On August 1, 2012, the probation department prepared an updated PSR in conformity with Dorsey v. United States, 132 S.Ct. 2321 (2012). The report reflected that Hester was subject to a maximum term of imprisonment of ten years on Count One, pursuant to 18 U.S.C. § 922(g)(1). It further reflected that Hester was subject to a maximum term of imprisonment of thirty years for both Counts Two and Three, pursuant to 21 U.S.C. §§ 841(a)(1)(C) and 851. The statutory maximum for Counts Two and Three was increased as a result of an Information Stating Previous Conviction to Be Relied Upon in Seeking Increased Punishment pursuant to 21 U.S.C. § 851(a). Hester was not subject to any statutory mandatory minimum on any count of conviction against him. 21 U.S.C. §§ 841(a)(1)(C) and 851.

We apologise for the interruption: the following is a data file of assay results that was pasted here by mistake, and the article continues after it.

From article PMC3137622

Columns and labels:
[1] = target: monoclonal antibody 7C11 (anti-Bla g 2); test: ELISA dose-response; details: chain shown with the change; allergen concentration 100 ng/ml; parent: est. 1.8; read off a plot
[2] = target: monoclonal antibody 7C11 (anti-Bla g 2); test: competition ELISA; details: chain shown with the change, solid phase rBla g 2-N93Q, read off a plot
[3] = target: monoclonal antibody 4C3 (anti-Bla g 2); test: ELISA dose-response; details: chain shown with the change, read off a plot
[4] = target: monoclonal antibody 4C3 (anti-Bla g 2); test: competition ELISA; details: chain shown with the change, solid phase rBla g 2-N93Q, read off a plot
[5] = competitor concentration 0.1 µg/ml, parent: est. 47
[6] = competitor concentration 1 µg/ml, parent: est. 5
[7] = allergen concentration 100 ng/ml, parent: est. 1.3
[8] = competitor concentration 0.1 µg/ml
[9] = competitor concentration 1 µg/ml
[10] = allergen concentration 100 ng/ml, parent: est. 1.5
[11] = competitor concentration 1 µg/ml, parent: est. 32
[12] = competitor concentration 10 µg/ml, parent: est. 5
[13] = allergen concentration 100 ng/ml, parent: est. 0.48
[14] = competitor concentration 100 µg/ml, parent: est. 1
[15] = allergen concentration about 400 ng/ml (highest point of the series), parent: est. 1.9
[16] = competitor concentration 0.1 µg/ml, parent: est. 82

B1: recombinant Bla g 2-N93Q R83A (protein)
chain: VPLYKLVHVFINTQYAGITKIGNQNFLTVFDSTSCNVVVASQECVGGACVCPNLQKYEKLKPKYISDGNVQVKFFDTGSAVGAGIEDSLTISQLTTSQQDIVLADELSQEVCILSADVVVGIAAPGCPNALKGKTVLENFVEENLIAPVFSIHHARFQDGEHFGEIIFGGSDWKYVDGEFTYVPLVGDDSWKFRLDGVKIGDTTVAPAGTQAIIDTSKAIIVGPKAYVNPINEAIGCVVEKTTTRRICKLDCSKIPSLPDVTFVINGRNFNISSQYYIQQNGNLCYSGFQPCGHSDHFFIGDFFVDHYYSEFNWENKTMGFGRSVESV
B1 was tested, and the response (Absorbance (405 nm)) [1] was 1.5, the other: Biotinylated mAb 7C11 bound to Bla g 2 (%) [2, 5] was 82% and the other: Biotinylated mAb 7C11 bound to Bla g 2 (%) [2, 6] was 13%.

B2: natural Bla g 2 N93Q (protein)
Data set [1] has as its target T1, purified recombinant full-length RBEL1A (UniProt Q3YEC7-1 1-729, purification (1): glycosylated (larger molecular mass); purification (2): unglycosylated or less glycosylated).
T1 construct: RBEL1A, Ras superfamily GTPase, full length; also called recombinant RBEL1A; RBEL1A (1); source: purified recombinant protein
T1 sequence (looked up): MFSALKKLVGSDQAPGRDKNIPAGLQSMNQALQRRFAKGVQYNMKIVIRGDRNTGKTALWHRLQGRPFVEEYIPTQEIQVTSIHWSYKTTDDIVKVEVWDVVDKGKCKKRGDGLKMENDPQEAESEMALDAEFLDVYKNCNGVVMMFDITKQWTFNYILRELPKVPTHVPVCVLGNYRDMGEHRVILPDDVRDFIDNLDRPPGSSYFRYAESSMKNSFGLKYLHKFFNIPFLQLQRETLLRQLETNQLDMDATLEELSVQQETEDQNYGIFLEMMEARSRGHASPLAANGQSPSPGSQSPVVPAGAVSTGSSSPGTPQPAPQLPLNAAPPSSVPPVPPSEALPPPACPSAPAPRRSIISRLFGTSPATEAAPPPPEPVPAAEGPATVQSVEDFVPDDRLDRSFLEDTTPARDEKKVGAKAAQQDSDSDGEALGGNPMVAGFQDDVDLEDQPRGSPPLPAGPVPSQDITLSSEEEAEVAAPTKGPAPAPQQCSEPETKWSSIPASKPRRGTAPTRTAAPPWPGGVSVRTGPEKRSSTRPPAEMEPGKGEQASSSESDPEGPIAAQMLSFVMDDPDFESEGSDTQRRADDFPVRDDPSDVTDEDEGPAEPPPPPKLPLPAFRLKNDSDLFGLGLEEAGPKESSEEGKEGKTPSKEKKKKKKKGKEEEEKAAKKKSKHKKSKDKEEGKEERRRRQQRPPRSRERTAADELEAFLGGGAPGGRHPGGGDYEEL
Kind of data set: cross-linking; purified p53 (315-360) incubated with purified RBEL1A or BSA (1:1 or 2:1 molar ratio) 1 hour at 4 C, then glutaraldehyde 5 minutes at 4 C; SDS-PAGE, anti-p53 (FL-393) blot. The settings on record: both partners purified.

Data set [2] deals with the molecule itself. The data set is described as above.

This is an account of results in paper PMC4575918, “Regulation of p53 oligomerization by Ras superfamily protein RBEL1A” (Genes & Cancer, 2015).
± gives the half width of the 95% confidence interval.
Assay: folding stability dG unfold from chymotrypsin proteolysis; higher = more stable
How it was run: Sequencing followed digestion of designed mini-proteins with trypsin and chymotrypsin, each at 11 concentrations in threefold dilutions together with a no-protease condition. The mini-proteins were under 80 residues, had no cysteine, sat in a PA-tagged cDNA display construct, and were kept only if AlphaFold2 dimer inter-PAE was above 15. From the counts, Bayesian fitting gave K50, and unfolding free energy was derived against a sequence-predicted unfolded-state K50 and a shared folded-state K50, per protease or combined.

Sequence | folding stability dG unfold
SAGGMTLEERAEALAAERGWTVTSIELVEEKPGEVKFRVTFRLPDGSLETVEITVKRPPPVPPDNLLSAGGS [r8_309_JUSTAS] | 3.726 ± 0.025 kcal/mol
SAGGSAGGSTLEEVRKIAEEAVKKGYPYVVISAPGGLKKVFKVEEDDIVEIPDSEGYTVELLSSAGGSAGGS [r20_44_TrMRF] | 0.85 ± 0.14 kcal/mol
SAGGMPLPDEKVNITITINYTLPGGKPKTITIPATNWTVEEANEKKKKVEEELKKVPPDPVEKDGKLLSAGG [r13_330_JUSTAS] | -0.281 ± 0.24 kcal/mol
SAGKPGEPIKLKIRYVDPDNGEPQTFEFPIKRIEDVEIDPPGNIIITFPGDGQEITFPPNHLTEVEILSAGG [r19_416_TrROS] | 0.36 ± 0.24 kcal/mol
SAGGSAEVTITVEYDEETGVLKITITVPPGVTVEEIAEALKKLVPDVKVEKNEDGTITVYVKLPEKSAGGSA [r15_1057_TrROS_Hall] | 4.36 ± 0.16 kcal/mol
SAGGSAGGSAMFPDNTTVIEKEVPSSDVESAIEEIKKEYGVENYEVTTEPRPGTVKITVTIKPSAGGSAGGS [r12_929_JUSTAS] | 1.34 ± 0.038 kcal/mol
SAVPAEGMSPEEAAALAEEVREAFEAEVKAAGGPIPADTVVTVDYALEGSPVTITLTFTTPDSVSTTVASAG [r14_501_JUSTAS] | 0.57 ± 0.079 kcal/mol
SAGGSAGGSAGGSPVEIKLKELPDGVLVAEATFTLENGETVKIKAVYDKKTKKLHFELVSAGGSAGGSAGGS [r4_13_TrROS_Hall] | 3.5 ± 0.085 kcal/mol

Hester's total advisory guidelines offense level was determined to be Level 34. Pursuant to USSG § 2K2.1(a)(2), the base offense level for Count One was 24, since Hester had at least two felony convictions of either a crime of violence or a controlled substance offense. This was increased an additional four levels pursuant to USSG § 2K2.1(b)(6) since Hester possessed the firearms in connection with another felony offense, namely, the narcotics offense charged in Count Two of the superseding indictment. The base offense level for Counts Two and Three was 22 pursuant to USSG §§ 2D1.1(a)(5) and (c)(9). This was increased an additional two levels pursuant to USSG § 2D1.1(b)(1) as a result of the possession of the firearms charged in Count One of the superseding indictment. Pursuant to USSG § 3D1.2(c), Hester's combined offense level was 28. Because Hester was a career offender, pursuant to USSG § 4B1.1(b)(A), and because Counts Two and Three carried a 30-year maximum penalty pursuant to 21 U.S.C. §§ 841(a)(1)(C) and 851 and the Supreme Court's decision in Dorsey, Hester's total offense level was 34.